America's Christian History

Politics and History

How our Christian Heritage impacts our Political Values

The great statesmen of our country were men of conviction who believed it was their sacred duty to uphold Christian Principles in their politics 

Rebuilders Publications Opportunities Contact Us


 Today in History   



 The Constitution   

 Principle Approach


 Home School       

 Creative Writing    

 Ask Dorothy...           



 Guest book  

Free Guestmap from


Tell A Friend!

Type In Your Name:

Type In Your E-mail:

Your Friend's E-mail:

Your Comments:

Receive copy: 

I Pledge Allegiance



Americas Christian History - Politics and History I pledge allegiance to the flag and to the... you hear the word every day, "democracy."  What is being referred to?  Our form of government?  So, when did our country become a "democracy"?


If so, what do we mean by democracy?  The word itself is a combination of two Greek words: "demos"-people; and "chrateow"- to govern.  A democracy, then, is a government for the people, by the people.  Webster defines it as follows:


[A] form of government in which the supreme power is lodged in the hands of the people collectively, or in which people exercise the power of legislation.  Such was the government of Athens.  (Emphasis mine.  Ed.)


 No elected representatives chosen by the people act for them.  Rather, the people themselves enforce the laws.  This is government "by the people, for the people."  When was the last time you wrote and enacted any of the laws of our country?  And do we punish law-breakers with out "due process"?  Do we not choose men to represent us for these things?   Do not we pride ourselves on having a representative form of government?


Someone may then, say, "We have a democracy but not a pure democracy."  Is not that saying we have something different?  If it is not "pure," it must be different.  Lincoln (quoting 13th century John Wycliff) spoke of our government as being, "Of the people, by the people, and for the people, ..."  Of the people, adds a new element.  It is not merely by and for (as in a democracy), but of or from among- representatives chosen from among us, a representative form of government.


A new dimension has been added for, having others represent us, it follows that, first, those men chosen by the people are acting only under delegated authority.  They are servants (oftentimes referred to as civil servants).  Delegated authority is always delegated down and is never as extensive as that vested in those who delegated the authority.  Our representatives in congress, in our state assemblies, or in local civil government do not exercise the authority of a father, corporation president, chairman of the board, an elder of a church, etc.  No, their delegated authority is carefully defined and confined to specific areas by those who delegate it.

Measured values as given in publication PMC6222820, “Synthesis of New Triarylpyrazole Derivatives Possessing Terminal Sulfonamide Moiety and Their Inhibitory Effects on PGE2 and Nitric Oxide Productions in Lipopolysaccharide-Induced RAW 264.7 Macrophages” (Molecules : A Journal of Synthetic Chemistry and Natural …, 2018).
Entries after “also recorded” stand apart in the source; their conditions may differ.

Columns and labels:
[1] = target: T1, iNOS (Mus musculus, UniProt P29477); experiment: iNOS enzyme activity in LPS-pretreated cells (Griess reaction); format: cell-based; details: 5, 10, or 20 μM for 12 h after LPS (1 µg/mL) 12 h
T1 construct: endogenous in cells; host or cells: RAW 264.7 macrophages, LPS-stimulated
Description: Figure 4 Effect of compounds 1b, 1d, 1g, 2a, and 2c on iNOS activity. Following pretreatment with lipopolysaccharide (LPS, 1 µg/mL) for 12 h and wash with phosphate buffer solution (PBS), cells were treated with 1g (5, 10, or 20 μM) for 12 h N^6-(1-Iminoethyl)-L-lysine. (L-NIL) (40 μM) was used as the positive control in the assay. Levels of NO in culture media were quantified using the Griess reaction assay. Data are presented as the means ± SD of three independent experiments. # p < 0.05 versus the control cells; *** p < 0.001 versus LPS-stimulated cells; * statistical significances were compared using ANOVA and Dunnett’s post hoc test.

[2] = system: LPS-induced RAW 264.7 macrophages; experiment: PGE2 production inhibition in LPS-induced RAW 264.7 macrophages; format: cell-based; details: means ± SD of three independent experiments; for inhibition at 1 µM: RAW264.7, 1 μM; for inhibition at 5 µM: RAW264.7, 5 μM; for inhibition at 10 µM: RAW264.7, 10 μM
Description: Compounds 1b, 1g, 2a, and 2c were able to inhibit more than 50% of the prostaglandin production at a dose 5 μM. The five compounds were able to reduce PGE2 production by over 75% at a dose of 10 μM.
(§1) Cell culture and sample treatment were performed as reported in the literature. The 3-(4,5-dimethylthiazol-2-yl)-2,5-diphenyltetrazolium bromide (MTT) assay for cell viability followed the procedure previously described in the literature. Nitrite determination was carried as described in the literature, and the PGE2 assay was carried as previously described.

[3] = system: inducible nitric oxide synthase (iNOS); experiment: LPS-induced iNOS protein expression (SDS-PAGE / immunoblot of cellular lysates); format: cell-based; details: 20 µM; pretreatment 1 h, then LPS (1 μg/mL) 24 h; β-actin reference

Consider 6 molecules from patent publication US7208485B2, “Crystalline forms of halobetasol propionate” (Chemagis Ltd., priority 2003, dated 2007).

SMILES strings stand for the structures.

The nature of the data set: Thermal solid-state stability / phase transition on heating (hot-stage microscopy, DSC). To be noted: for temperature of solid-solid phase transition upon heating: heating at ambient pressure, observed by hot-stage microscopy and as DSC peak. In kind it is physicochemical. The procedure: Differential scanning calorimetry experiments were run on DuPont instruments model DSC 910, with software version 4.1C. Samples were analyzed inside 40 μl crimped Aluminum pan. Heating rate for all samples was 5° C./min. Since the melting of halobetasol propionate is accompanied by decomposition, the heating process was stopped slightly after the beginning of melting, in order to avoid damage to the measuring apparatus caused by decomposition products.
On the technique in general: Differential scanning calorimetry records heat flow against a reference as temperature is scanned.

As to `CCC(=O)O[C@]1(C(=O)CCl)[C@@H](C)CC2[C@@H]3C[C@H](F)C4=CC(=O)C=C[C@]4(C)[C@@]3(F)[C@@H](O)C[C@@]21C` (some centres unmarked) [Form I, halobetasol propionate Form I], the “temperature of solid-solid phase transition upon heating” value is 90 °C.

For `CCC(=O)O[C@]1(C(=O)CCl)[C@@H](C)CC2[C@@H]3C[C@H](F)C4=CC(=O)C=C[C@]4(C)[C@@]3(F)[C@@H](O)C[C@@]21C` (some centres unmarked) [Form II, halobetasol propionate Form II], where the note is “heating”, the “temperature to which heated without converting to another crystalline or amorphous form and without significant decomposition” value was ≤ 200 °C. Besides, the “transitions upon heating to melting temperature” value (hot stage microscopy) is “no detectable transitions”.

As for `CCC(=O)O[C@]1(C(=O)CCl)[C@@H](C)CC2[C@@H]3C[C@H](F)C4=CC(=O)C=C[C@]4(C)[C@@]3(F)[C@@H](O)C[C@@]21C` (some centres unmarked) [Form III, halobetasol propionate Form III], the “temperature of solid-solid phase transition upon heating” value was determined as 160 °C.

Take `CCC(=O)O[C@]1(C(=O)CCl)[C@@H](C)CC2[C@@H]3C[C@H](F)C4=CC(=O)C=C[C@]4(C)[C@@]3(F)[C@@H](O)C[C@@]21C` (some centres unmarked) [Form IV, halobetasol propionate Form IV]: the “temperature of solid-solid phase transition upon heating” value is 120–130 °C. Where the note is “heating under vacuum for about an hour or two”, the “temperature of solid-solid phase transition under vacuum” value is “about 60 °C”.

Secondly, the people adopted guidelines which our delegated authorities must follow: one, a constitution and, two, bylaws.  The constitution gives the purpose for organizing and the kinds of officers, their duties, and their limits.  Ours is a government of law: chosen men, acting under delegated authority, regulated by the laws of the Constitution of the United States of America.  Our Founders created, as Benjamin Franklin stated, " A republic, if you can keep it."


Red Skelton - Commentary on the Pledge of Allegiance

Answer to Question:  "...(T)he very definition of a republic is ' an empire of laws, and not of men. ..' [and] that form of government which is best contrived to secure an impartial and exact execution of the laws. is the best of republics."  He who said this "was a great writer and debater on matters of civil government as well as a great Christian statesman who was never self-conscious about this, he was a strong defender of Biblical principles of government in the years before the Revolutionary War, appointed by the Continental Congress as Ambassador to France and Holland, helped negotiate our Peace Treaty with Gr. Britain, was our first Vice President and our second President."  "...A letter written in 1776 became, as a result of its popularity and well thought out ideas on civil government, a pamphlet, ‘Thoughts on Government’" by John Adams defining a republic.  Quoted in Peabody, James Griffith, John Adams-A Biography in His Own Words, Newsweek, 1973, p. 183

Post a Review

Want to comment on this article?  We value your input

Please send us your comments and if you wish, a link to your site or a link to another page that supports your views and we'll post your valued input here. 

Online Review Form
Enter  your name

Enter the article  you want to review

Enter your E-mail address

Rate it: 5 Stars is the Highest Rating:





Correspondence Course

The Bill of Rights

You and the Bill of Rights

Teusy - The little mouse that almost missed the ark


The Governor's Story
The Governor's Story

The constitution
You, Your Child and the Constitution

Inspirational Literature

The Siege of Shah Island


Heartwarming Poetry

Where is Beauty


The Pilgrims

How The Pilgrims Came



A Guide to Teaching Grammar using the Principle Approach


With Liberty and Justice for All


Creative Writing

Creative Writing and the Essay



© Copyright 2006 Rebuilders of the Foundations of America's Christian History